Why Not in Laguna?

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A Laguna Beach Magazine editor proposes a progressive restaurant week where Laguna’s chefs showcase their culinary prowess and diners just show up to the table.

By Alli Tong

Prix fixe menus would be a thing of the past at Laguna’s innovative restaurant week.
Prix fixe menus would be a thing of the past at Laguna’s innovative restaurant week.

I don’t have many pastimes or hobbies, but I would say that if eating could be considered one, I’d have it down pat. Most of all, I love experiencing new restaurants, whether in Laguna Beach, Orange County, or another state or country.

Eating is meant to be a shared experience. And that’s why I think restaurant weeks make for great opportunities for shared experiences—not only for the diners, but also for the chefs. I know some of you may groan at these two words, as they likely bring to mind images of your favorite spot crowded with tourists (aka residents from neighboring cities). But restaurant weeks have the ability to offer more than foot traffic during slower months and exposure to restaurants not typically in the media limelight. For chefs, a restaurant week could be an opportune time to beta test new dishes or techniques, team up with other local chefs to build collaborative menus served exclusively during restaurant week, or just try something out-of-the-box for fun. For diners, such an event poses an opportunity to try something new other than the old standbys.

Now, I know there’s more than what meets the eye. Those in the business often loathe restaurant week for many reasons: high volumes of people that can’t be accommodated for, forced promotions that yield no returns and fees to local tourism bureaus or restaurant associations (Orange County Restaurant Association charges the more than 100 restaurants involved in the countywide event an average fee of $500 to cover its costs). And, since there are nearly 20 Laguna restaurants that participate in the OC Restaurant Week, including K’ya Bistro, Lumberyard, 230 Forest Avenue and more, why not just create our own?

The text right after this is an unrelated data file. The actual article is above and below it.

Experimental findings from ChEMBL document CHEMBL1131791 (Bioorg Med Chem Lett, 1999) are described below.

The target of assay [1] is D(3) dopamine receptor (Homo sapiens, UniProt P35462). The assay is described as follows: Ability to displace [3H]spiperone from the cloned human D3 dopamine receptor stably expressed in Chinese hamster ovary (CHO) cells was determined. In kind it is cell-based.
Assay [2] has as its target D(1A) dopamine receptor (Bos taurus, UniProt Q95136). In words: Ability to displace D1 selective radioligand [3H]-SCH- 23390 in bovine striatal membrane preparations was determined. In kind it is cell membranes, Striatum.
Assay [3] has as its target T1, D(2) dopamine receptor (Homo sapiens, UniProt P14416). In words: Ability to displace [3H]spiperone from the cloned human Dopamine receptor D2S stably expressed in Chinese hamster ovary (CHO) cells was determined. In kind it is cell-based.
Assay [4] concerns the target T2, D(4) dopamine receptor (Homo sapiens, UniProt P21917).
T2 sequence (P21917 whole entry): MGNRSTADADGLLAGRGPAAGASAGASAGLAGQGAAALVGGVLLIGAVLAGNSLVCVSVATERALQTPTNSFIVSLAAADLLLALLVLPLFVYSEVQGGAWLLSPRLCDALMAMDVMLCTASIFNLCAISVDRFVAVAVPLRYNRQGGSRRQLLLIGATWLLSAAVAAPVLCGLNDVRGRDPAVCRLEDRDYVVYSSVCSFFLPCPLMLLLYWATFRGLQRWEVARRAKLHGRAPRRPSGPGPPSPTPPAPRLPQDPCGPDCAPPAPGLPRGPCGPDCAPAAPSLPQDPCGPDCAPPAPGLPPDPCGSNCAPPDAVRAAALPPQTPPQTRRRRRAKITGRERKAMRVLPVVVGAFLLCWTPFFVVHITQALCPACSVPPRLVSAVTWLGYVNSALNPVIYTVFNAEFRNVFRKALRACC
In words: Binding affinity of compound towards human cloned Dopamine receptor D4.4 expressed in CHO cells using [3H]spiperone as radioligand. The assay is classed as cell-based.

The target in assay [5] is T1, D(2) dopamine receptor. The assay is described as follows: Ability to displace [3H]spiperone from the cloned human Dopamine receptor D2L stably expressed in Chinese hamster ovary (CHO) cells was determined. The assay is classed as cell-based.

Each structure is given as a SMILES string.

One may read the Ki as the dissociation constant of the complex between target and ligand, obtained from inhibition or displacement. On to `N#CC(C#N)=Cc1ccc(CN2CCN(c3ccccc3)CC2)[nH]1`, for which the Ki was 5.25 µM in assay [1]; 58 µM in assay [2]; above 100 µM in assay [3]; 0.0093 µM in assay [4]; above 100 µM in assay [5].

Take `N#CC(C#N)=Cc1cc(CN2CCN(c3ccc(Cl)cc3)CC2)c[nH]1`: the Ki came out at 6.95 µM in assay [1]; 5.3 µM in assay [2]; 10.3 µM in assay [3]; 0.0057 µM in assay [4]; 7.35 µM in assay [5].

But Laguna’s wouldn’t have to be that way—this city has never really liked to be a follower, anyway. Participating restaurants wouldn’t be obligated to offer promotional prices or prix fixe menus if they didn’t want to; they would just be obligated to create or do something that inspires them. And if the event were organized under an overarching nonprofit organization like the Laguna Beach Chamber of Commerce, whose mission is to help local businesses grow, there would be no need for unclear “fees.” Other local businesses such as hotels and media companies (like Firebrand Media, which publishes Laguna Beach Magazine) could sponsor the restaurant week to help with marketing costs. Or, they could even sponsor specific restaurants to help a creative vision come to life for a week.

Local companies could sponsor a restaurant for a week to dream up dishes.
Local companies could sponsor a restaurant for a week to dream up dishes.

While similar foodie events in Laguna have gained traction, I think there’s room to improve. Visit Laguna Beach’s now-defunct Laguna a la Carte (resuscitated this year as Celebrate Good Taste), a four-day event filled with seminars, set menus and promotions around town, has drawn solid crowds in the past, yet it seems to be lacking staying power. Laguna’s more organic restaurant week would focus on the food and having a good time. No one likes to patronize local businesses more than Lagunans themselves, so come on, Laguna—we are a city of firsts. From electing the first openly gay mayor in the U.S. in 1982 to being the first OC city to ban plastic bags in 2013, we can start the first Laguna Beach Restaurant Week. I’m more than happy to be the guinea pig. LBM

Alli Tong is editor of Laguna Beach Magazine.

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